[clug] A most interesting read, most interesting

Michael Cohen michael.cohen at netspeed.com.au
Wed Dec 27 04:30:42 GMT 2006

On Wed, Dec 27, 2006 at 09:35:52AM +1100, Sam Couter wrote:
> This only holds true while the diversity of popular operating systems is
> low. Once there is high diversity in popular operating systems such that
> a manufacturer can't just say "Windows, Mac and Linux [which one?]" and
> have 99+% of the market, they will need to do more to support more
> diverse operating systems. Releasing specs and/or driver source code would
> be far more likely in such a world.

That depends on the amount of the market they will be happy with - if a
manufacturer has sufficient turn over to cater to 70% of the market, while
catering to the other 30% costs them more than they could justify, they will
simply leave the last 30% behind. Case in point are the many software and
hardware products designed specifically for Apple hardware, which are not
ported to the windows platform because the cost of porting them could not
justify the potential returns in competing in the windows marketplace (just
because you have a product that runs on windows doesnt mean you will be able to
compete against other windows only products).

Again the decision if specs should be released really relates to competitive
advantage not so much for os support. Generally a driver contains about 90%
common code on all OSs and the rest is some compatibility code (e.g. nvidia
drivers are pretty similar to their windows drivers - there is a binary wrapper
for the linux kernel which is what you actually compile, but the binary blob i
understand is very similar). A company would only be inclined to release specs
if they expect someone else to develop drivers/applications for them. That is
not such a bad idea - and we are starting to see a whole bunch of hardware
manufacturers releasing specs because the software they released with the
device is pathetic to say the least. Then the open source model helps these
companies to product excellent software to complement their hardware with
minimal investment from them - everyone wins. For example early WRTs were
simple to reprogram and projects like openwrt produced extremely capable
firmwares - much more powerful that originally shiped.

> But with Linux it's impossible to create the secure multimedia path that
> the big entertainment companies are currently having wet dreams over. We
> will always be able to record digital outputs directly from the drivers
> or the hardware. Linux and all Free Software gives control to the user,
> which is entirely the point of the GPL and other copyleft licences.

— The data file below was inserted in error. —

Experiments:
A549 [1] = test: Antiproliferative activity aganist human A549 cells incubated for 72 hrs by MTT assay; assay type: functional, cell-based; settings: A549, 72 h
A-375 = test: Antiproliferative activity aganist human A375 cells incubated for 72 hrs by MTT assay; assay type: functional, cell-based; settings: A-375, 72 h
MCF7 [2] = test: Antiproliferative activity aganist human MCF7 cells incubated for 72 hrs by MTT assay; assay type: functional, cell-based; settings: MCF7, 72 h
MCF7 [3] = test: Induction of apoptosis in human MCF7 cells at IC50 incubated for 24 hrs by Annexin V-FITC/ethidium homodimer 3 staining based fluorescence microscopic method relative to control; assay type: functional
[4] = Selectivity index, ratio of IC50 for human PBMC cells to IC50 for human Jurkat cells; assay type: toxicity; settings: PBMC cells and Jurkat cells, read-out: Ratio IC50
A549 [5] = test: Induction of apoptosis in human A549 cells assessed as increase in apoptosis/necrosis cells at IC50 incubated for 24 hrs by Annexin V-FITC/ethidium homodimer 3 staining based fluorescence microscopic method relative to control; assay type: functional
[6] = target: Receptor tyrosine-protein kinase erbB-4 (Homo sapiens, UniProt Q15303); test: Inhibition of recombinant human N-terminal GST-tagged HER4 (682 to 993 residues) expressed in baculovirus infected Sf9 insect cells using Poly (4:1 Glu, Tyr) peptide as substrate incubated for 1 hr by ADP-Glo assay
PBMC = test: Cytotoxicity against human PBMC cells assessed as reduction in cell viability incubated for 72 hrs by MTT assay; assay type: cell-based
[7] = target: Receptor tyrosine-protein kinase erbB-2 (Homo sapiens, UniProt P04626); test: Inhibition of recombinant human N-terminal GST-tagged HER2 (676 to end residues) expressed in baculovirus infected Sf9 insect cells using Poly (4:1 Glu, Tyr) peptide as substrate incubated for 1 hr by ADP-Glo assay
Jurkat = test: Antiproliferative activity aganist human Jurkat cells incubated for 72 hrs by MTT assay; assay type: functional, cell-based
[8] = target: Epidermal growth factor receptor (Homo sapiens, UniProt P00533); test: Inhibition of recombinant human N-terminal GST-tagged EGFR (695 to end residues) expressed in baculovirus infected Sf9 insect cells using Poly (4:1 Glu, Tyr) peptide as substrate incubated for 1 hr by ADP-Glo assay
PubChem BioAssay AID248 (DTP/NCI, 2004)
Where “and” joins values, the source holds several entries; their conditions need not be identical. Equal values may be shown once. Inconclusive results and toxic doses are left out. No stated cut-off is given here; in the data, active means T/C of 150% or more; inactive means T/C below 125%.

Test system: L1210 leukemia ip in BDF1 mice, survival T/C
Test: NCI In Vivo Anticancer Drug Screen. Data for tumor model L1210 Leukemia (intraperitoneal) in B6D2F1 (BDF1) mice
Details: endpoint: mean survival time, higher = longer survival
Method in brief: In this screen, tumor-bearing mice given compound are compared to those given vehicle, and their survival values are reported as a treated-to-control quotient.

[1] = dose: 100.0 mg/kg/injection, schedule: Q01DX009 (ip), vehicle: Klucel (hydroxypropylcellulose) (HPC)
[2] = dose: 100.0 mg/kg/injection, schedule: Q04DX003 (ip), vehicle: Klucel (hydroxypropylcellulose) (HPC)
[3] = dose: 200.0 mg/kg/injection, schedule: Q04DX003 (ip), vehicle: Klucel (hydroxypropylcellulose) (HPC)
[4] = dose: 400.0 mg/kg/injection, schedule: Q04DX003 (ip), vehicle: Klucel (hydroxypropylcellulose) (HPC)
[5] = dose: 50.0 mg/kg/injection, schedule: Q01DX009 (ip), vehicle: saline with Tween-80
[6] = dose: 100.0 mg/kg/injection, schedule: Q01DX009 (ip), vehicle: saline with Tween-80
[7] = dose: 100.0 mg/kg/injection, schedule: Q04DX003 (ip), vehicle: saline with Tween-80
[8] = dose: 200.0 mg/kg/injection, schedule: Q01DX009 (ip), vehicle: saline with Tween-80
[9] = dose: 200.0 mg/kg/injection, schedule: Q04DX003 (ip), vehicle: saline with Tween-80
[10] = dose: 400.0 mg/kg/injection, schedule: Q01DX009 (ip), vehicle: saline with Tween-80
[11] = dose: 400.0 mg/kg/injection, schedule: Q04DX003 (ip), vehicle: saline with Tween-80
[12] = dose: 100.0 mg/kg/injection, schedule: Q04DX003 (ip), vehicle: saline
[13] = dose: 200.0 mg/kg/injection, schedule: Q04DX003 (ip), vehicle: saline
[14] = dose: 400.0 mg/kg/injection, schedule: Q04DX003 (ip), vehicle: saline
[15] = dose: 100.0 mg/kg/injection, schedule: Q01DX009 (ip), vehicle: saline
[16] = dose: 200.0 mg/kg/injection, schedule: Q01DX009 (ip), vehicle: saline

The so called "secure multimedia path" you refer to is a legal path not a
technological path. Even a closed source os such as windows has a well
documented driver interface, and it is always possible to do what you describe.
In fact I believe this is how DVDs were pirated long before decss was created.
It is impossible to stop anyone from technically circumventing a DRM software -
you can only try to create laws which deter people from doing this.

The GPL has nothing to do with making it impossible to create the "secure
multimedia path" you descrive as most likely any DRM software released for
linux would not be shipped as part of the GPL or any other open source license.
As you surely know there is no problem with shipping non GPL binary only software
on linux or any other platform. For example flash player is released for linux,
even though much of the specs of the language are not available.

> > On the contrary, in the current situation you might
> > have some moral (if not legal) right to reverse engineer DRM systems in order
> > to make them work on linux, but if an itunes client is released for linux,
> > there would be little justification for reversing it other than to pose a
> > threat to apple's commercial grip.
> And that's a valid moral reason! Just because you'd be happy with iTunes
> doesn't mean everyone else would be. From the practical point of view, my
> portable music player won't work with iTunes, nor will it play iTunes
> music. From an ideological or slightly more paranoid yet still practical
> point of view, closed source? How do I know what it's really doing?

I absolutely agree with you about the moral reason and would definitely hope
this was a legal reason too - but unfortunately by the introduction of DMCA and
USTA legislation to Australia the law does not seem to be aligned with morals
:-(. Just because you bought a player from brand X which is not allowed to play
music from brand Y you dont automatically have the right to transcode songs
sold by brand Y to format X. The law provides a monopoly for brand X to force
you into only buying music from X and not from Y. It might sound morally right,
but is not actually legally correct. This will not change if you were running
windows/linux/mac osX/ beos or whatever.


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